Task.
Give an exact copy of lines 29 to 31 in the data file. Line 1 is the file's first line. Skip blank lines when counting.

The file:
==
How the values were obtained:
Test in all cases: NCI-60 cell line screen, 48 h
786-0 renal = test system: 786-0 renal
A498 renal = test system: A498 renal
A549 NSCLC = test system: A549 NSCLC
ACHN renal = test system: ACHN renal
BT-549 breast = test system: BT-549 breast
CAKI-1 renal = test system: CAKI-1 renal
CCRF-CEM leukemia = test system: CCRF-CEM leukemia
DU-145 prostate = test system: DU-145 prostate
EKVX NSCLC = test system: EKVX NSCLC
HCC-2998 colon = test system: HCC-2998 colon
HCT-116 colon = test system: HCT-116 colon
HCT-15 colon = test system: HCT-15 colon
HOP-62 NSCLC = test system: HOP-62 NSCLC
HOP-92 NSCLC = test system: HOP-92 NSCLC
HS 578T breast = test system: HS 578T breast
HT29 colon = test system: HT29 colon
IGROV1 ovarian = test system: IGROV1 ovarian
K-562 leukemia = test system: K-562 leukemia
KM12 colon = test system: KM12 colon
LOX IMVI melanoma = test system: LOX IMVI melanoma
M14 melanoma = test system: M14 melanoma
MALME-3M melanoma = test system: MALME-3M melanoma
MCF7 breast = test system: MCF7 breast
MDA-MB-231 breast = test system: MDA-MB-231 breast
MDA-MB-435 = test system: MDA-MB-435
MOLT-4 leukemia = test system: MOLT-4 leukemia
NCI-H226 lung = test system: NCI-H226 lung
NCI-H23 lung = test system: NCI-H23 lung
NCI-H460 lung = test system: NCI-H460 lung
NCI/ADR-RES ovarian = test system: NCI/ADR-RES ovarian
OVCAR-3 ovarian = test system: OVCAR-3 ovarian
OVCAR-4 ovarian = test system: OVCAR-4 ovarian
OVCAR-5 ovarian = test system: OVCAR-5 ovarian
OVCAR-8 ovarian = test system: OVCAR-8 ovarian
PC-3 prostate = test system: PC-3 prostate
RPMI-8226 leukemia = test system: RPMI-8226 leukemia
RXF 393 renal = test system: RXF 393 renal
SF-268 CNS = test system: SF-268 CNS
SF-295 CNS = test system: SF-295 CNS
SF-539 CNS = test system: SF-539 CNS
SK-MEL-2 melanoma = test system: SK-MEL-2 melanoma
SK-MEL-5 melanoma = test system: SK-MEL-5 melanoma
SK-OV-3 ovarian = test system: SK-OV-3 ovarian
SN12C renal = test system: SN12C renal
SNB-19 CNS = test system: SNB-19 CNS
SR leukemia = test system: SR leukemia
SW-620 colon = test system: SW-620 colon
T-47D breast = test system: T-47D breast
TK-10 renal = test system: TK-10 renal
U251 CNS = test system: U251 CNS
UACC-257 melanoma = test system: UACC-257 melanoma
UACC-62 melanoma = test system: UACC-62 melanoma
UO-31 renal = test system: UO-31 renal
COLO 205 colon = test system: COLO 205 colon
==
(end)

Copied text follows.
NCI-H226 lung = test system: NCI-H226 lung
NCI-H23 lung = test system: NCI-H23 lung
NCI-H460 lung = test system: NCI-H460 lung